I just finished a huge week of work. Freelance is very difficult to justify in a capitalist society. Even though I work sometimes in excess of 100 hours in a week, pounding through to-do lists and making things easier for our theater company or someone else’s, even though I am proud — even thrilled — with the amount of learning and progress I am making toward becoming a more complete web developer, even though I am conquering fear after fear to become a better person, I flinch when people ask me what I do.
There’s a certain degree of male self-importance here. A fellow actor asked me this innocuous question tonight: “What do you do?” Translated from actor-speak, that generally means “What is your day job? How do you pay your bills?” I felt a little shame in saying I was a freelance web developer, working from home. Through no particular fault of her own since we are trained to equate financial success with worth, I could see my value diminish in her estimation. I quickly mentioned that I had worked at some quite prestigious agencies before I quit to pursue my dream.
But I still struggle with it. And it does get in the way sometimes. I think my wife resents that she makes so much more than me, despite my semi-feminist belief that this is a good thing. I couldn’t make what she makes doing what I do, even if I commanded a proper salary for it. I’m just not in that kind of demand as a specialist. I also don’t really care to make that kind of money. We have everything we need, within reason, and if we had more money, we would just be wasteful with it under the guise of stress relief.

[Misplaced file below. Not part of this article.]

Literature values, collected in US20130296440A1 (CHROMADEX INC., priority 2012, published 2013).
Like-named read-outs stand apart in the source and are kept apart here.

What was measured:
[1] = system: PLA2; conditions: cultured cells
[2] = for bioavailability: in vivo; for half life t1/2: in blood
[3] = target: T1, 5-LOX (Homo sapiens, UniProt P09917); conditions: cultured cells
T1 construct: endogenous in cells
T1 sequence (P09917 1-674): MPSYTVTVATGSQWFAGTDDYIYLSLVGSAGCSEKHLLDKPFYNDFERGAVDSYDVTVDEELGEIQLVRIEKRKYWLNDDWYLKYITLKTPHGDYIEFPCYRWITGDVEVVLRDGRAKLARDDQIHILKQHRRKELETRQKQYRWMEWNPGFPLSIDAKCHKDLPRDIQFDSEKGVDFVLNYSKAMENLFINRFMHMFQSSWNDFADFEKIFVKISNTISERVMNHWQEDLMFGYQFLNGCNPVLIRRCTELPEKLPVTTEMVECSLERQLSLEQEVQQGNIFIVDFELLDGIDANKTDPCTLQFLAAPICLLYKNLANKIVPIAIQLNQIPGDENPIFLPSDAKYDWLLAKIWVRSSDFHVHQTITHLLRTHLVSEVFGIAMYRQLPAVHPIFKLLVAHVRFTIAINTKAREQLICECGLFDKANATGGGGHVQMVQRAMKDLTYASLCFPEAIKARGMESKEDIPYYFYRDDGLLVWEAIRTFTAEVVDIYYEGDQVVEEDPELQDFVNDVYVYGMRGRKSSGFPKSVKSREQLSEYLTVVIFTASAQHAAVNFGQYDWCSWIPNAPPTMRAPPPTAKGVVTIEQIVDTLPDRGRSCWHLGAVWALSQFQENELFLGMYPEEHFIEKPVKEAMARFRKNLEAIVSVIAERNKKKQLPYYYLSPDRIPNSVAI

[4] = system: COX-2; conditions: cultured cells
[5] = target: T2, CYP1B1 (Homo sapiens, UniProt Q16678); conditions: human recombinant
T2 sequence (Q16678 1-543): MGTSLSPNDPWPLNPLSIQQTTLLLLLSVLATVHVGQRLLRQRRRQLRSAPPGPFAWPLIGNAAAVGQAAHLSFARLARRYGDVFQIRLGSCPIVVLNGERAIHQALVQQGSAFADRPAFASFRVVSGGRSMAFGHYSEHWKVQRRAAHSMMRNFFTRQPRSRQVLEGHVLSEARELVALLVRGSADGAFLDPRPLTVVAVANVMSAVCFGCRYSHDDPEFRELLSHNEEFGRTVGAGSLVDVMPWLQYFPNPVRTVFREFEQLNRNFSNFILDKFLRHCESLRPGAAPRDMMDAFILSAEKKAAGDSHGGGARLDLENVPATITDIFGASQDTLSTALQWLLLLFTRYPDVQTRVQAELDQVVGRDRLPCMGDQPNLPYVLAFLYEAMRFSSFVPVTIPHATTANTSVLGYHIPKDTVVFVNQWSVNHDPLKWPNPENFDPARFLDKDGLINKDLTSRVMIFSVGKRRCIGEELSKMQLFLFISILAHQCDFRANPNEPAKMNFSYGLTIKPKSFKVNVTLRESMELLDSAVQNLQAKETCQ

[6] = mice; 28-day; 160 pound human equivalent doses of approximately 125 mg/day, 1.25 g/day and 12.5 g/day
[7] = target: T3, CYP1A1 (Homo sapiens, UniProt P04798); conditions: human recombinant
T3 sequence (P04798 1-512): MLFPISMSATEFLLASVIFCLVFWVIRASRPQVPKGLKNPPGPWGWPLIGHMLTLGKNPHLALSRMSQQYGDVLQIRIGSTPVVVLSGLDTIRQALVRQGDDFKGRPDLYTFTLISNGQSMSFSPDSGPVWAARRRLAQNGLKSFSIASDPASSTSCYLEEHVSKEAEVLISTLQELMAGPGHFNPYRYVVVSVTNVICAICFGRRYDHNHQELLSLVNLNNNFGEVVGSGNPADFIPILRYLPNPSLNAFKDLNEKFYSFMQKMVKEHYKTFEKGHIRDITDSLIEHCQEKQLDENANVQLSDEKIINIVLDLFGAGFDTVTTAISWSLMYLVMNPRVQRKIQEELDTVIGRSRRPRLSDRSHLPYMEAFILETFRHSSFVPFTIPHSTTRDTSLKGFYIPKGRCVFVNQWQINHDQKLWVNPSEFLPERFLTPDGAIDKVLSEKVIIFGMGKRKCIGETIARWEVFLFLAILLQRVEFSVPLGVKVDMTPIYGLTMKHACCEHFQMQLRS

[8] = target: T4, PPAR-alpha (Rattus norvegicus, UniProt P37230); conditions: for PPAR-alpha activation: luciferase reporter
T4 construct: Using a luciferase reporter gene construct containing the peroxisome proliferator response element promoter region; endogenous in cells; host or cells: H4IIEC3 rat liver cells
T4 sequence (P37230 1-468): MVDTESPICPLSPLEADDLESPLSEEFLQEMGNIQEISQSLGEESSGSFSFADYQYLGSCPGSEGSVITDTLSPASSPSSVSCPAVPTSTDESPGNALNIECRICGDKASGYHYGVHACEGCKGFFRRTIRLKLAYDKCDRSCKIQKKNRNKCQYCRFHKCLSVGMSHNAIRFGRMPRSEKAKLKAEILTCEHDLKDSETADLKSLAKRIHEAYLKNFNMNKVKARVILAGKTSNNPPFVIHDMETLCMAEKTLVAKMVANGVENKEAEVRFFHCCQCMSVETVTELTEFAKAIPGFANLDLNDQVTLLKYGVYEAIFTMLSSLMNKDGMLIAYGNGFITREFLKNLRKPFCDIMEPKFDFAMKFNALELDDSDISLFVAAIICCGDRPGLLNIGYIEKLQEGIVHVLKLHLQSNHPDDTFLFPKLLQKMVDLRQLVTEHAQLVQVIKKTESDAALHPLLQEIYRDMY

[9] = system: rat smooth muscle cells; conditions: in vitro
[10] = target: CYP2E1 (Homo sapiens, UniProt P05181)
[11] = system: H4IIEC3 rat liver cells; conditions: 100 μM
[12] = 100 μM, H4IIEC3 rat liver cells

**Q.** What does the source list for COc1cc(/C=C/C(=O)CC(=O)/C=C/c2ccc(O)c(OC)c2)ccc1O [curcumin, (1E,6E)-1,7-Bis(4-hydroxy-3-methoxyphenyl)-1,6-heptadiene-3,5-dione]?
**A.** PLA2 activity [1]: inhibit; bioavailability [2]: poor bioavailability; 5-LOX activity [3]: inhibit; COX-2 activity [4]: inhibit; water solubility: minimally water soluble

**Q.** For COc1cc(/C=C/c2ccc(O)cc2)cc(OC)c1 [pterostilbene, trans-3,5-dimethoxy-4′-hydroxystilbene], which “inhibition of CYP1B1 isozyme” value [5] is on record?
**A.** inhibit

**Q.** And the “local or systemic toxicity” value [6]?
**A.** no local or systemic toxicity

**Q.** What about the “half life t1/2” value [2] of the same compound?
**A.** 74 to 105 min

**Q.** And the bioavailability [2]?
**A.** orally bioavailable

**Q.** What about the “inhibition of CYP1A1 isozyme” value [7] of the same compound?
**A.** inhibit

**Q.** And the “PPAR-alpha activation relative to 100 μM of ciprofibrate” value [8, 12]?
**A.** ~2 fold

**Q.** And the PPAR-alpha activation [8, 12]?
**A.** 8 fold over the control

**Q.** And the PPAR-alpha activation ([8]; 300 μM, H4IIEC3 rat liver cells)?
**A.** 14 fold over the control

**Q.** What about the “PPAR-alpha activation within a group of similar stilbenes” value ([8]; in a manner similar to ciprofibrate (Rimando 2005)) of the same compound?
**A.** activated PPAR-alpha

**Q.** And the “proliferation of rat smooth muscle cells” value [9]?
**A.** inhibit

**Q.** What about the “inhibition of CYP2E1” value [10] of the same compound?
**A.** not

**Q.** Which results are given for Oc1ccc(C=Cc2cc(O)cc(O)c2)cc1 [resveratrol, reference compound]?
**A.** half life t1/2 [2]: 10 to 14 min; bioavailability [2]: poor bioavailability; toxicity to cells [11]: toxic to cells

Often, I want to go back and live in a studio apartment. I crave that kind of simplicity. The feeling that at any moment maybe I would just move to Johannesburg or Taipei or Switzerland and just be me somewhere else. I know that’s a common fantasy, but the part I really treasure is the place from which the fantasies spring.
I’ve always required a sanctuary, and right now, that just is not possible. In the last few years, I’ve been saying all too frequently that in a few more weeks, my schedule clears up enough that I can take a weekend off and go to a workshop, or that I can finally start a regular D&D game with some friends. But what really happens is that I’m just on to the next ten-project quarter, desperately trying not to let anyone down, and failing most if not all those people in the process.
Don’t get me wrong: I’ve managed some wonderful collaborations in the past year or so, ones of which I am undeniably proud. I just can’t help wondering if I would be more successful if I focused on one thing at a time. I’m not sure I’ve set myself up to make that happen.
This felt good. Maybe more of this.